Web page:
If you possess these qualities in increasing measure, they will keep you from being ineffective and unproductive in your knowledge of our Lord Jesus Christ. (II Peter 1:8)

BE KIND to children, husband, dogs & friends...
Be ye kind one to another, tender-hearted, forgiving one another, even as God, for Christ's sake, hath forgiven you. (Ephesians 4:32)

NO FUSSING OR POUTING when kids fuss & pout!
A fool gives full vent to his anger, but a wise man keeps himself under control. (Proverbs 29:11)

CLEAN BODY & MIND self-control & patience!
Make every effort to add to your faith goodness; to goodness, knowledge; to knowledge, self-control; to self-control, perseverance; to perseverance, godliness; to godliness, brotherly kindness; to brotherly kindness, love. (II Peter 1:6)

NO COMPLAINING when there are chores to do...
She gets up while it is still dark; she provides food for her family, and portions for her servant girls. (Proverbs 31:15)

SCHOOLTIME once per weekday.
The rod of correction imparts wisdom, but a child left unto himself disgraces his mother. (Proverbs 25:15)

So I set out my boundaries with a piece of borrowed construction paper and a Sharpie. Setting fenceposts in my mind, and, consequently, my life, with a few words of God and reminders from the shackles that threatened my brain. Bullet points that I hoped would bleed into habits and, from them, effectiveness where idleness and snarling selfishness used to lurk. The showpiece of redemption: for I am set apart for good works through Christ's holy Work on the cross that day thousands of years ago. (Ephesians 2)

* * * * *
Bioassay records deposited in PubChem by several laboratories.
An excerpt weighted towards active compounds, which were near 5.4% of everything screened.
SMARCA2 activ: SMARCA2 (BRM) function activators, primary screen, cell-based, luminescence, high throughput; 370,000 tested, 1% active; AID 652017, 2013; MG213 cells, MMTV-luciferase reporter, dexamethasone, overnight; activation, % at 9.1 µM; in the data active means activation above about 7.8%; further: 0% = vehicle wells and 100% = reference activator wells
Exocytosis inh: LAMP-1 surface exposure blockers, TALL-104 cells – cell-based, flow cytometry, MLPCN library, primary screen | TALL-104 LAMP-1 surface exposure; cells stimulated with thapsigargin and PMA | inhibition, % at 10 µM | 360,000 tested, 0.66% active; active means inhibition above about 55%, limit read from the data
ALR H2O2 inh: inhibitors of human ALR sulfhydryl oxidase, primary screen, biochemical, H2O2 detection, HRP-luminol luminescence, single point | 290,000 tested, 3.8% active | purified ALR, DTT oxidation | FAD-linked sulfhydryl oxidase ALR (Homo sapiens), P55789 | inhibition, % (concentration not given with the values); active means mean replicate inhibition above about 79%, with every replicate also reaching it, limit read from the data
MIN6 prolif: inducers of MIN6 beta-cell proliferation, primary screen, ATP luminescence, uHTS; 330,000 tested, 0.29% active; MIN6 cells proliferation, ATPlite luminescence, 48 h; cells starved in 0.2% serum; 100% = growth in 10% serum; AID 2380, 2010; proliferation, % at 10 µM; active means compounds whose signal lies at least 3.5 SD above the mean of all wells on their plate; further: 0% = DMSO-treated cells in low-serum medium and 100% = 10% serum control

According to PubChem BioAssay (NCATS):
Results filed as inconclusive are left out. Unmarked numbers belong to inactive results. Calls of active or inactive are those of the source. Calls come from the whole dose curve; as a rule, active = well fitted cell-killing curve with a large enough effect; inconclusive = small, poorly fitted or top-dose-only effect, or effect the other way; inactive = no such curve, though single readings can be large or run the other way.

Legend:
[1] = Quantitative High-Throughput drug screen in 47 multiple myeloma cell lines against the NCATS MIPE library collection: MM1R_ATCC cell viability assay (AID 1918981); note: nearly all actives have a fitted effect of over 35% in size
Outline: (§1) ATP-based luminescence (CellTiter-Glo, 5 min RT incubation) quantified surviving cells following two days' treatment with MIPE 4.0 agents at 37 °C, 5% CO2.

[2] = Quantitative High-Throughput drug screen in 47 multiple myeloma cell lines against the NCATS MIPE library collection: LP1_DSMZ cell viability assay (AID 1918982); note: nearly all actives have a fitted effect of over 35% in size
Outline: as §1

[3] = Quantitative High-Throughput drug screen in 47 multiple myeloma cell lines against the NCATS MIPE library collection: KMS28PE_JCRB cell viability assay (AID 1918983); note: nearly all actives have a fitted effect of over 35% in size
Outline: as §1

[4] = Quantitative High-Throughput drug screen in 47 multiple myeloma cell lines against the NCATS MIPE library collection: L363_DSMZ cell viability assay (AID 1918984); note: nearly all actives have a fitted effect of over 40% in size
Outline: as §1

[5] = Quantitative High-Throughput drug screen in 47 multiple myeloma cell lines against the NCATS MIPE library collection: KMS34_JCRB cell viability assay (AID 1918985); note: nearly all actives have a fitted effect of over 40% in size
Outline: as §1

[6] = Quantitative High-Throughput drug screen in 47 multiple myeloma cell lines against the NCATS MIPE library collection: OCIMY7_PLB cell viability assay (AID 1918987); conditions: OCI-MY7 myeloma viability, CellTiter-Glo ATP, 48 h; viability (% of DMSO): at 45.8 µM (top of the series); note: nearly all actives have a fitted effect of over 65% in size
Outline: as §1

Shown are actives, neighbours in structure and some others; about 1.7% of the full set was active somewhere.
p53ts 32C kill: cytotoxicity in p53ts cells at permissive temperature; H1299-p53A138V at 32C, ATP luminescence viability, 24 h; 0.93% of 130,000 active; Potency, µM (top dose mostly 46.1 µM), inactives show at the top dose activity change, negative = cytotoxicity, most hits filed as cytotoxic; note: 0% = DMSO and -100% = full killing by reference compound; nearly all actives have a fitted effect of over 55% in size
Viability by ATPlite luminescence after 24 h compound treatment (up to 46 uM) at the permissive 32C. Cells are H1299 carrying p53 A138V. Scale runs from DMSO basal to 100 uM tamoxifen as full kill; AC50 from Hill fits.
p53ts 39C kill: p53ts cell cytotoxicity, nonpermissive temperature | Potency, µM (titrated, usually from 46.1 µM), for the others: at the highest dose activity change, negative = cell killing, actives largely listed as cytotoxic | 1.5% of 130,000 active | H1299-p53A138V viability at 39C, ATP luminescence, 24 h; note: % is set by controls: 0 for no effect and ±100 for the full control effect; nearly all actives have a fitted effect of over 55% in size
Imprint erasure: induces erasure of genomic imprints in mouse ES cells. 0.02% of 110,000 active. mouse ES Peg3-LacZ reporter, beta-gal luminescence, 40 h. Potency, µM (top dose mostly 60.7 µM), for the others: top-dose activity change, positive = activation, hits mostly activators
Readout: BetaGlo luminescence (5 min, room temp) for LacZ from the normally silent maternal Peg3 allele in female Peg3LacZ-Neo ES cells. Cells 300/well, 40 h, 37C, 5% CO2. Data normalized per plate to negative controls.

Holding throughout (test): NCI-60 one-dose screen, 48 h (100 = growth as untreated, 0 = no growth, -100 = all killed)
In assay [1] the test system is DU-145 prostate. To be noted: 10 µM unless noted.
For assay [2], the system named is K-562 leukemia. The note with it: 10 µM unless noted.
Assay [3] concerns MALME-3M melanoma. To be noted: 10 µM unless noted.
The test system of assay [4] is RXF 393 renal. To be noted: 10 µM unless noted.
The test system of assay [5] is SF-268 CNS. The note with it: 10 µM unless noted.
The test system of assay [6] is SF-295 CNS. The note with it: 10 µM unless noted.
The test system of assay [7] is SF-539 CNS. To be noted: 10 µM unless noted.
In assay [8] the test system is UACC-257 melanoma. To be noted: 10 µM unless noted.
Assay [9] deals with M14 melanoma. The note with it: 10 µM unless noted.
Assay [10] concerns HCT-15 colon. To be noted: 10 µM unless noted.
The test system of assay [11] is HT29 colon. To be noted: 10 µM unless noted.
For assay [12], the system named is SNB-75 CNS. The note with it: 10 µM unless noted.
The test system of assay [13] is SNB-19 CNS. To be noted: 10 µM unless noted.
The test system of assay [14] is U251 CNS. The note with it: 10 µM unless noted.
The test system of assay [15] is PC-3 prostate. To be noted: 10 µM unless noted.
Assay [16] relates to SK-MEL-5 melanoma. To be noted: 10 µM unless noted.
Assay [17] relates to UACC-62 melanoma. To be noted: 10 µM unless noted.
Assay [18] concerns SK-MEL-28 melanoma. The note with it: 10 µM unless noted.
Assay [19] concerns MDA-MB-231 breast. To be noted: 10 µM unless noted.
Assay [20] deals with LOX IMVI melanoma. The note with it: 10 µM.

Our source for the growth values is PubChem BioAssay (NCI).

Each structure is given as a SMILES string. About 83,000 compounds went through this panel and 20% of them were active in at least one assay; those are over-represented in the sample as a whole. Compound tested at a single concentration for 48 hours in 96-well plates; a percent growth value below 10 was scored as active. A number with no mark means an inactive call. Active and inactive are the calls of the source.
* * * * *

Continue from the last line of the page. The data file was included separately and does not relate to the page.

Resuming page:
Behold! He is making all things new...whatever you're going through, whatever you've been through, trust that the God who loves you is in control and is redeeming your life in and through your circumstances. "It matters to me that this is true, not merely interesting, not merely comforting. The chaos of this life, the flood waters, have closed over my head. Yet I choose against despair. I believe that death will one day die, that the love of God will prevail. In the meantime, even if the rest of my path lies in shadow, I will follow the Lamb in trust and in hope. It may be that faith is no more and no less a choice between the words 'it may be so' and 'I will live as if it is so'." (Jared C. Wilson quotes Thomas Schmidt in his book, Your Jesus is Too Safe)

I heard whispers of God at a broken-down honky tonk concert on the crowded fairgrounds, surrounded by the din of humanity and the cacophany of a million confused mixed metaphors as a blues guitar sang in mournful treble and melodic bass pulsed in time to the beat of some heathen drums:

There was a long time
no matter how I tried
the years they just rolled by
like a broken down dance

Make me an angel
that flies from Montgomery
Make me a poster
of an old rodeo
Just give me one thing
that I can hold on to
to believe in this livin'
is just a hard way to go

~ Make Me an Angel, Bonnie Raitt